Patrick Stump at The Metro, 11.11.11.

You may not know him by name, but you’ll know him by voice. After a short hiatus in the past years, Fall Out Boy’s frontman, Patrick Stump, has returned to the music scene, and is stronger than ever. After major weight loss and some soul searching, Stump has returned to the pop music scene with arguably the strongest voice in music today. Taking up cues from artists such as Prince and Michael Jackson, and pulling a Billy Corgan-esque move and writing and playing every note, word, and riff, Stump has become a force to be reckoned with.

Yes, you heard right, every clap, every instrument, down to the trumpet and drums, were all written and performed by Stump himself. Well, this is quite impossible to do live, so enter the live band. Consisting of a saxophonist, a bass player, drummer, and Chicago guitarist Michael Day, Patrick Stump’s live show rivals that of any Fall Out Boy show ever seen. Even better, unless you were told so, you’d think that these artists were part of his normal band. The chemistry is so strong on stage and so together, that you’d be hard pressed to find a boy band that could even pull of half of what they do.

The Metro itself is an institution in the Chicago music scene. Made famous by such bands as The Smashing Pumpkins and Alkaline Trio, The Metro celebrates 30 years of music next year. It is also just the right size to house up and coming artists, giving you an intimate feel without being crushed like sardines inside.

Playing alongside Stump were Mark Rose and Rockie Fresh. I was unable to make it to see Rose’s set, but Rockie Fresh’s set was very fresh, no pun intended. There was no talk of sex or drugs or alcohol, which seems to be the norm among rap artists these days. His lyrics are inspiring, fun, and simple, and his voice is smooth. He brings a refreshing energy to the face, and isn’t too “hard”- he doesn’t feel threatening or tough- as most rap artists do. Being a Chicago native, the crowd welcomed him with open arms and the energy in the room was amazing. Which all built up to one thing….

Patrick Stump. At 27 this Chicago suburb native has accomplished more than people twice his age. Starting in 2001 with Fall Out Boy, Stump was quickly noted for his musical talent, as well as his voice. Every note sung feels so genuine that it’s almost as if he were singing only to you. Stump has left no stone unturned on this tour, and it was evident that the crowd was more than anxious.

“Patrick, Patrick, Patrick,” the crowd chanted as the lights lowered. It was a scene from 6 years ago- Fall Out Boy filling stadiums with 20-40,000, everyone chanting their names- and yet this felt bigger, almost unreal. When Patrick entered the stage it was pure electricity. He was jumping and singing so much that only one minute in he was already drenched in sweat, but the smile on his face was bigger than the moon. The crowds sang along; even the mothers and fathers sang along to every song.

Playing songs back to back left the crowd in full on party mode, dancing, singing, and clapping along to each song. “I must say, hearing the crowd chant my name, has left me feeling intoxicated,” Stump said, prior to playing a crowd favorite, “Run Dry (X Heart X FIngers)”. With his guitarist pumping up the crowd, there wasn’t one body in that whole room not moving.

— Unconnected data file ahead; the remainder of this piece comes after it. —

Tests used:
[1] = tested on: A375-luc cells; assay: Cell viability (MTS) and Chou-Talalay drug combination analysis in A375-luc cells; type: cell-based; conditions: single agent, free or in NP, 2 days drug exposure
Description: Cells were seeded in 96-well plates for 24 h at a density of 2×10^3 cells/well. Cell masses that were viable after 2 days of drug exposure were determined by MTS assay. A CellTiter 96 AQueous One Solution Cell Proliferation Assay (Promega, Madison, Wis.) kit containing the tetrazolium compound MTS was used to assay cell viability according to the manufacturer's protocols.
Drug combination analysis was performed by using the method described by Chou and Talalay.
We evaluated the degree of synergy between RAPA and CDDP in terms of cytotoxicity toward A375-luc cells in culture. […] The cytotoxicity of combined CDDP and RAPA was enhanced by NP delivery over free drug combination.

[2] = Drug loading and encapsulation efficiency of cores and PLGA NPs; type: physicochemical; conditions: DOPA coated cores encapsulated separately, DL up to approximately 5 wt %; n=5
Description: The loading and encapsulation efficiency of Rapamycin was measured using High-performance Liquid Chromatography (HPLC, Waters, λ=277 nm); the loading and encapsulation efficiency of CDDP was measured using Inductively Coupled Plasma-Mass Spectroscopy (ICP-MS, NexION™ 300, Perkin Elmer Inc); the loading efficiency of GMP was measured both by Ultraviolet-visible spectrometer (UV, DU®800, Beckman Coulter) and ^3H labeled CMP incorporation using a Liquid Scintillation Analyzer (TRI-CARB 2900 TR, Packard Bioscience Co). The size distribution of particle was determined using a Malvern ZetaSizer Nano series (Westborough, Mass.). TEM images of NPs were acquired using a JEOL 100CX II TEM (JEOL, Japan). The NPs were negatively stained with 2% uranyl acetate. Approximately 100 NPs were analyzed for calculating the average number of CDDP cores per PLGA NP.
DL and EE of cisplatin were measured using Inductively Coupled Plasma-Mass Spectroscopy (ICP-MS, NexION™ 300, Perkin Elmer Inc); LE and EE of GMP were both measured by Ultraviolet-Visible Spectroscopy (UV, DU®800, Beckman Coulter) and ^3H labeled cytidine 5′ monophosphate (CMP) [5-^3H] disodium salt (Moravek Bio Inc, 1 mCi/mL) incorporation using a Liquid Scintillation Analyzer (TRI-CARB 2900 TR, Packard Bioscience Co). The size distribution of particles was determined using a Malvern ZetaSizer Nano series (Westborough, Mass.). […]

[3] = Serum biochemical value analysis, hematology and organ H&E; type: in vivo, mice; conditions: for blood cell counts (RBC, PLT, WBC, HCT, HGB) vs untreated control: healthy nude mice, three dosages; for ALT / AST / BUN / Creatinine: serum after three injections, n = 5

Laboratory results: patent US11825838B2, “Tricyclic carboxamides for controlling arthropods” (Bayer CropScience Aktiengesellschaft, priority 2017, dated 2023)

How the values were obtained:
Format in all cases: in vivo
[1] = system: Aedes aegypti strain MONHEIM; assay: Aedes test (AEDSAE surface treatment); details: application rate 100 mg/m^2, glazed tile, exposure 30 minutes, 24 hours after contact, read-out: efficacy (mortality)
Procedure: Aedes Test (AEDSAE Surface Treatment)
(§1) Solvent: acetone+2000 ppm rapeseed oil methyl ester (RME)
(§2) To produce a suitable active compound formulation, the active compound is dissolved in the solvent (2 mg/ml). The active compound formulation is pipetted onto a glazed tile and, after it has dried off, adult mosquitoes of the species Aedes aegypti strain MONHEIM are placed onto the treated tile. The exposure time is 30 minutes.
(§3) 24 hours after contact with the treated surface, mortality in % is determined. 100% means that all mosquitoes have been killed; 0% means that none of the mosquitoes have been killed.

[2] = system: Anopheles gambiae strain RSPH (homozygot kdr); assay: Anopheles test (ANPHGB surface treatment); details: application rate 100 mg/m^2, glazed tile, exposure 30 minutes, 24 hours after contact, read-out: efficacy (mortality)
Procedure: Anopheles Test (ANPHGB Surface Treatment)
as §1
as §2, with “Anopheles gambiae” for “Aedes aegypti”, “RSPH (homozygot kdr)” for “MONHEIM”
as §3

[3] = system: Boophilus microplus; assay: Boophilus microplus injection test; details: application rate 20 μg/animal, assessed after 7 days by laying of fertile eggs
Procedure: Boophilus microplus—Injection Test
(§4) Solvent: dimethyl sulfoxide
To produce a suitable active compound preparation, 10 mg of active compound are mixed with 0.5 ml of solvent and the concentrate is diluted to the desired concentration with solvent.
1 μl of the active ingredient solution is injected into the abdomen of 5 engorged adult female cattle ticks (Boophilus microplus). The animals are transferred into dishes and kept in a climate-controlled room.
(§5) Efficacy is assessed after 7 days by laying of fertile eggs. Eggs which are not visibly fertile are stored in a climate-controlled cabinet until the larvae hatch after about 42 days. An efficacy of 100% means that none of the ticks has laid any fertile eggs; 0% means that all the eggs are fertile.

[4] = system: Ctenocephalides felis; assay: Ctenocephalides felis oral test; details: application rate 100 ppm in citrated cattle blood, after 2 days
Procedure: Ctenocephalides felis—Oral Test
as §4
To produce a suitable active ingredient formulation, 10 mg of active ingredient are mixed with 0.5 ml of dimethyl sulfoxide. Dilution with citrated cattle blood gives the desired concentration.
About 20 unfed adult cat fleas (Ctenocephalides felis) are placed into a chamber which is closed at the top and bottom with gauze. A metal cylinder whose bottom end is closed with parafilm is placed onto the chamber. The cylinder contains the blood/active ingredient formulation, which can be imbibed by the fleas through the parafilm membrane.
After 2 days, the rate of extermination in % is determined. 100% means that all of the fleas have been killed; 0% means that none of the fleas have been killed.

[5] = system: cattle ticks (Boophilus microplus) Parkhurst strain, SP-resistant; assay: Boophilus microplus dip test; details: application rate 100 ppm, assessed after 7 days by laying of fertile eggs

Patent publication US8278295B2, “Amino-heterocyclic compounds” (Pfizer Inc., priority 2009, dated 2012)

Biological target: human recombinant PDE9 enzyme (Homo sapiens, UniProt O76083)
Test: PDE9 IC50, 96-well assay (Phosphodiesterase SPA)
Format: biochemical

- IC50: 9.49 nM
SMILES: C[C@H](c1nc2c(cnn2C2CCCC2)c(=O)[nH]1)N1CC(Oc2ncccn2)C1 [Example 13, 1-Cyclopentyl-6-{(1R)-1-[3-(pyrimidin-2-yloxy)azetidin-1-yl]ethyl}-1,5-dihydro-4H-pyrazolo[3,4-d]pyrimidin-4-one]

It was a brand new experience for fans and Stump alike- it’s been nearly a decade since Fall Out Boy was at such an early level to experience a small show such as this. “I’m playing at The Metro, mom,” Stump said to his family in the balcony. And, for the fans, we felt it, too.

Stump really showed his versatility when he played Phil Collins “In The Air Tonight”. And, he got to play that famed drum solo himself, so it’s not all too bad. What sealed the deal was playing “This City,” which is, of course, about his hometown of Chicago. Stump was truly in his element and immersed in his music, and even jumped out to the crowd to finish off the last few breaths of the song.

But what really make Patrick Stump America’s Sweetheart is what he did after the show. In 30 degree weather, when the rest of the artists and his family went home, Stump stayed for two and a half hours afterward, outside, in the cold and wind that is Chicago, just to meet and take pictures with every last fan that was waiting for him outside. In this day and age, what other celebrity would nearly freeze to death just to greet every person with a hug and engage them in conversation? No one. Stump is and has been one of a kind.

Patrick Stump in the kind of person that we wish all celebrities to be: kind, honest, passionate, and, most of all, human. Ten years later he is still going strong, this time on his own, but for the better none the less. Stump seems to have found his voice in branching out into this solo project, and his vocal range and abilities is truly nothing short of amazing.

Soul Punk is now available in stores and on iTunes, and Truant Wave is available for digital download on iTunes.

Songs to check out: “Allie”, “Explode”, “Coast (It’s Gonna Get Better)”, “Everybody Wants Somebody”, “Mad At Nothing”, and, for some tongue in cheek humor, try “Bad Side of 25.”

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